The Time Keeper by Mitch Albom
- Method of Obtaining: I received my copy from the publisher via NetGalley.
- Published by: Hyperion
- Release Date: 9/4/2012
In Mitch Albom’s newest work of fiction, the inventor of the world’s first clock is punished for trying to measure God’s greatest gift. He is banished to a cave for centuries and forced to listen to the voices of all who come after him seeking more days, more years. Eventually, with his soul nearly broken, Father Time is granted his freedom, along with a magical hourglass and a mission: a chance to redeem himself by teaching two earthly people the true meaning of time.
He returns to our world–now dominated by the hour-counting he so innocently began–and commences a journey with two unlikely partners: one a teenage girl who is about to give up on life, the other a wealthy old businessman who wants to live forever. To save himself, he must save them both. And stop the world to do so.
Told in Albom’s signature spare, evocative prose, this remarkably original tale will inspire readers everywhere to reconsider their own notions of time, how they spend it and how precious it truly is.
- It’s a story about Father Time – caught my interest.
The Time Keeper by Mitch Albom has been on my excitement list for a while now. Such a great cover, an author I really enjoy, and a story about Father Time – how could I not be excited!
What I expected and what I got were two different things, however. Instead of getting an interesting, complex story about a fantastical creature, I got instead chopped bits of a story, tossed together like a bit of a human salad, and mixed all up.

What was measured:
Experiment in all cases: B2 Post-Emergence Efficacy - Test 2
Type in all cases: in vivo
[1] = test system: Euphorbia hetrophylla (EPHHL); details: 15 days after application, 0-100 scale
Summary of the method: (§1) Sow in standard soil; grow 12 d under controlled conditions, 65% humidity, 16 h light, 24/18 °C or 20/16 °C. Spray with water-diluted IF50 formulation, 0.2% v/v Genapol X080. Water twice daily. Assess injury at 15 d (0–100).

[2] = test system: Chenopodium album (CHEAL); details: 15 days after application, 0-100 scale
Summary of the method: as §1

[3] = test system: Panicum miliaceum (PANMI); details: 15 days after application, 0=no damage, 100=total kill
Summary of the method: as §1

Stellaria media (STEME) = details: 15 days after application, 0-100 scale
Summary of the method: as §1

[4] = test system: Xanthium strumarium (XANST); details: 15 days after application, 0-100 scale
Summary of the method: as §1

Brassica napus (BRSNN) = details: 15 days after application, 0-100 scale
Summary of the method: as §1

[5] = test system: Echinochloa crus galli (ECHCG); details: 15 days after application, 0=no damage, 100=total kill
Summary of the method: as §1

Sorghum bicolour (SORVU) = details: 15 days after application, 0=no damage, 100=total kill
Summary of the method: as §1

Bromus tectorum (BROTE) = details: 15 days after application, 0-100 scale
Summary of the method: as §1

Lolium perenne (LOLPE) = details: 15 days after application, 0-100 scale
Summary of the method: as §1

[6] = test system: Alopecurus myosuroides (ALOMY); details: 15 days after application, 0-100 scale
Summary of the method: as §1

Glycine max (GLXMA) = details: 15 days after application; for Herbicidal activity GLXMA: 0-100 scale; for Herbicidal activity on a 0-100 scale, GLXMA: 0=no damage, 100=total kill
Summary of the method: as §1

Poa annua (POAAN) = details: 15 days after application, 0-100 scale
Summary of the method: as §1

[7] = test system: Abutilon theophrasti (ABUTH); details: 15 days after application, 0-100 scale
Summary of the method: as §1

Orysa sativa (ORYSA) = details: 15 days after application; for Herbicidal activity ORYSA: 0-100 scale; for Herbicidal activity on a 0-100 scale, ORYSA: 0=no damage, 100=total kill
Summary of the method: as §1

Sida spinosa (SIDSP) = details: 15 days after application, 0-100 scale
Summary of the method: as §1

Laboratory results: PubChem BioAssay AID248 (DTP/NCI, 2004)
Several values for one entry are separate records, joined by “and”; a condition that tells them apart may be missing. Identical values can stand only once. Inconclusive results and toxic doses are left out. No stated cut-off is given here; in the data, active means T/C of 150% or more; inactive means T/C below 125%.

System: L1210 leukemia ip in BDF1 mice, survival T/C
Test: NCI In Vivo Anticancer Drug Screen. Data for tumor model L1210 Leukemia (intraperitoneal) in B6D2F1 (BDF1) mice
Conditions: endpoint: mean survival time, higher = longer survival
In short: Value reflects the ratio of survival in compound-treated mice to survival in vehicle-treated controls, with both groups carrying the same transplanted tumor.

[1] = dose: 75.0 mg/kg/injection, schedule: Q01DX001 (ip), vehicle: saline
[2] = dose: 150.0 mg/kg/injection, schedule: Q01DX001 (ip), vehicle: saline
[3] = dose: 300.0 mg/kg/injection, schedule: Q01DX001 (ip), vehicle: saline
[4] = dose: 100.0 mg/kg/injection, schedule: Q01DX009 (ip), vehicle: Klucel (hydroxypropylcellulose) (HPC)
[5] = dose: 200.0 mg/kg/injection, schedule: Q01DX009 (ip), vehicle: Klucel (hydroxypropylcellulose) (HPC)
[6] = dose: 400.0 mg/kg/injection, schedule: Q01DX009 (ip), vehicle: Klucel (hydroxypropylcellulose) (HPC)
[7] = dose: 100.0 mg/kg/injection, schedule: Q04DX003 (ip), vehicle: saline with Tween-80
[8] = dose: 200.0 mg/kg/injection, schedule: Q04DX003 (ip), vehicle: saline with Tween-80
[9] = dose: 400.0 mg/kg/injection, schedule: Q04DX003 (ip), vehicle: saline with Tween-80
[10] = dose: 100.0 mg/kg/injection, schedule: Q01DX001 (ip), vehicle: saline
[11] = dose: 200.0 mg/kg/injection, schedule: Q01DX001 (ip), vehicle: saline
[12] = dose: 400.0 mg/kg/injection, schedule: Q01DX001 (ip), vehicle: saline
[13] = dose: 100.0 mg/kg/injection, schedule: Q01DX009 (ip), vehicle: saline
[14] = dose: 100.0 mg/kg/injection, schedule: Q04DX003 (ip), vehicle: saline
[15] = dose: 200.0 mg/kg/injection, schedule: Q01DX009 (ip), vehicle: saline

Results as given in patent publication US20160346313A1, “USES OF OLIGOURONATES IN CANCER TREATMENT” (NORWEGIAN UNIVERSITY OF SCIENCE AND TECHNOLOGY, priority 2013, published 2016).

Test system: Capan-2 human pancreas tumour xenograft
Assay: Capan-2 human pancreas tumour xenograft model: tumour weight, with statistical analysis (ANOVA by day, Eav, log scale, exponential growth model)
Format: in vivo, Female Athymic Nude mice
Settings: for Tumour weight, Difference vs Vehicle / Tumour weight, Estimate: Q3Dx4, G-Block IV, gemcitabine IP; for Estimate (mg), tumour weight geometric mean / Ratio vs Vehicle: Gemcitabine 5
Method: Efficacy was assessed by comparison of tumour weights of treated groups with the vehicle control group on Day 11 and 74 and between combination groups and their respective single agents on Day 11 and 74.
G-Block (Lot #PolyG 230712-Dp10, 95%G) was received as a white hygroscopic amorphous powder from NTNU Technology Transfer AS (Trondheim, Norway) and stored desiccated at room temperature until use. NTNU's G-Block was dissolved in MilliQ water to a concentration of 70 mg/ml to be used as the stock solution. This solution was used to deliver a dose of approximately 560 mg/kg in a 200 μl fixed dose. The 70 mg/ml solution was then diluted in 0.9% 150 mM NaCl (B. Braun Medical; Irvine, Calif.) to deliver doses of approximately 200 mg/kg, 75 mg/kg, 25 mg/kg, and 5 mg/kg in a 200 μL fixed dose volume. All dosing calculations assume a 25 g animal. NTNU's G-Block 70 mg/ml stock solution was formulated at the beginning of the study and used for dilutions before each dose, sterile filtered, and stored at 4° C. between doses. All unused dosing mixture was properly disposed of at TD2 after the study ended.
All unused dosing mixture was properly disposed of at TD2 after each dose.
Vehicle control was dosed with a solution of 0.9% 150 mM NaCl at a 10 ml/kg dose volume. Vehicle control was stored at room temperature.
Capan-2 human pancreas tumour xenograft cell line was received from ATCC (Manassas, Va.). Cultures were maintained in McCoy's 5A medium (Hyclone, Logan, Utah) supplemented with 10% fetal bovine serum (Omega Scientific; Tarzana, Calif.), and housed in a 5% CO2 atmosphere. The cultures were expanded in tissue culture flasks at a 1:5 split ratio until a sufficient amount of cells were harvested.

This story is part Dor, part Victor, and part Sarah, but does not spend enough time with any one of them to make me, as a reader, feel connected to them. I felt a bit of pity for Sarah, was highly annoyed by Victor, and just.. confused by Dor (Father Time). That lack of connection took this book from something that, I was hoping, I would connect to and feel inspired by, to simply a story that, frankly, wasn’t really that good.
I think where this went wrong was the way the book was formatted, first of all (bold lettering making a statement before a paragraph about the character). This constantly jarred me and made me realize I was reading a book and kept the characters from fully forming in my imagination. Secondly, Victor and Sarah were just not very likable. Victor, an old, rich man who is dying after a full life, wants to find immortality, and Sarah, a teenager who has just been dumped by her first crush, is suicidal. It wasn’t big enough for me, not real enough. Where are the people who have dealt with huge issues and struggling against depression – it’s out there: the homeless, the abused. What about those who are working for good and want to continue to live to see that succeed?
I’m disappointed that The Time Keeper didn’t work for me. I’m disappointed that I spent all that time (although maybe there’s a lesson for me?) anticipating a story that did not live up to its promise. But most of all, I’m sad that I invested my precious time in a story that felt rushed, and unwilling to commit time back to me.
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